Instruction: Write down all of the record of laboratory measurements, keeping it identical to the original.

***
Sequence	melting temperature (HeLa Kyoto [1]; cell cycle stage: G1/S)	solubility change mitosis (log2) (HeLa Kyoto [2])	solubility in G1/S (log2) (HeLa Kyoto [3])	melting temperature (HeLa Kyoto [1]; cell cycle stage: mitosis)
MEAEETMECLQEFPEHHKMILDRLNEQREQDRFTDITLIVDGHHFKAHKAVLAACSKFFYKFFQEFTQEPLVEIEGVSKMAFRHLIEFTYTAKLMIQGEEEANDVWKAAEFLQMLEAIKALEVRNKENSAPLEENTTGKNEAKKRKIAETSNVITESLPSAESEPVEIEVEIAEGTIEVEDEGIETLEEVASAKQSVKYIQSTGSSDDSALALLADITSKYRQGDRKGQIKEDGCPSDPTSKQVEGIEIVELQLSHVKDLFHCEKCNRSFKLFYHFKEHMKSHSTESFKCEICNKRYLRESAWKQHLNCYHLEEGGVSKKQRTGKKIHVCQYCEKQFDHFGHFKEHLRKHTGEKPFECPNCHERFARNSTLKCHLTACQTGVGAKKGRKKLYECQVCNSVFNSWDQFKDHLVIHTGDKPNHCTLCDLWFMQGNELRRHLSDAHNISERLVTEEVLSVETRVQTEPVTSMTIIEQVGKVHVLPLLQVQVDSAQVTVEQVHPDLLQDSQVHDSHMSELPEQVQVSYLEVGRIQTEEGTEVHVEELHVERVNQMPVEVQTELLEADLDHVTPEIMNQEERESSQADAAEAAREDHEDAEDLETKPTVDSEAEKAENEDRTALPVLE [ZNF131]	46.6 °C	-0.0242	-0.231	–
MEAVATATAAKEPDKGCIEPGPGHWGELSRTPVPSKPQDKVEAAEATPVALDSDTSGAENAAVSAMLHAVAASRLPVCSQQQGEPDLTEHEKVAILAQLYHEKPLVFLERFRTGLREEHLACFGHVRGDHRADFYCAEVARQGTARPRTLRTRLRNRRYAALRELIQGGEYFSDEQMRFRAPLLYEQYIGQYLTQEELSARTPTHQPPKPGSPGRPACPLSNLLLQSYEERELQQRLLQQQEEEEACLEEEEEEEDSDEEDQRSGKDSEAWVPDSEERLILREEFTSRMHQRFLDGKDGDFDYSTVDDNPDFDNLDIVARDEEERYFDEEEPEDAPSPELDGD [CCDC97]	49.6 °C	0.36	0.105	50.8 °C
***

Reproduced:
Sequence	melting temperature (HeLa Kyoto [1]; cell cycle stage: G1/S)	solubility change mitosis (log2) (HeLa Kyoto [2])	solubility in G1/S (log2) (HeLa Kyoto [3])	melting temperature (HeLa Kyoto [1]; cell cycle stage: mitosis)
MEAEETMECLQEFPEHHKMILDRLNEQREQDRFTDITLIVDGHHFKAHKAVLAACSKFFYKFFQEFTQEPLVEIEGVSKMAFRHLIEFTYTAKLMIQGEEEANDVWKAAEFLQMLEAIKALEVRNKENSAPLEENTTGKNEAKKRKIAETSNVITESLPSAESEPVEIEVEIAEGTIEVEDEGIETLEEVASAKQSVKYIQSTGSSDDSALALLADITSKYRQGDRKGQIKEDGCPSDPTSKQVEGIEIVELQLSHVKDLFHCEKCNRSFKLFYHFKEHMKSHSTESFKCEICNKRYLRESAWKQHLNCYHLEEGGVSKKQRTGKKIHVCQYCEKQFDHFGHFKEHLRKHTGEKPFECPNCHERFARNSTLKCHLTACQTGVGAKKGRKKLYECQVCNSVFNSWDQFKDHLVIHTGDKPNHCTLCDLWFMQGNELRRHLSDAHNISERLVTEEVLSVETRVQTEPVTSMTIIEQVGKVHVLPLLQVQVDSAQVTVEQVHPDLLQDSQVHDSHMSELPEQVQVSYLEVGRIQTEEGTEVHVEELHVERVNQMPVEVQTELLEADLDHVTPEIMNQEERESSQADAAEAAREDHEDAEDLETKPTVDSEAEKAENEDRTALPVLE [ZNF131]	46.6 °C	-0.0242	-0.231	–
MEAVATATAAKEPDKGCIEPGPGHWGELSRTPVPSKPQDKVEAAEATPVALDSDTSGAENAAVSAMLHAVAASRLPVCSQQQGEPDLTEHEKVAILAQLYHEKPLVFLERFRTGLREEHLACFGHVRGDHRADFYCAEVARQGTARPRTLRTRLRNRRYAALRELIQGGEYFSDEQMRFRAPLLYEQYIGQYLTQEELSARTPTHQPPKPGSPGRPACPLSNLLLQSYEERELQQRLLQQQEEEEACLEEEEEEEDSDEEDQRSGKDSEAWVPDSEERLILREEFTSRMHQRFLDGKDGDFDYSTVDDNPDFDNLDIVARDEEERYFDEEEPEDAPSPELDGD [CCDC97]	49.6 °C	0.36	0.105	50.8 °C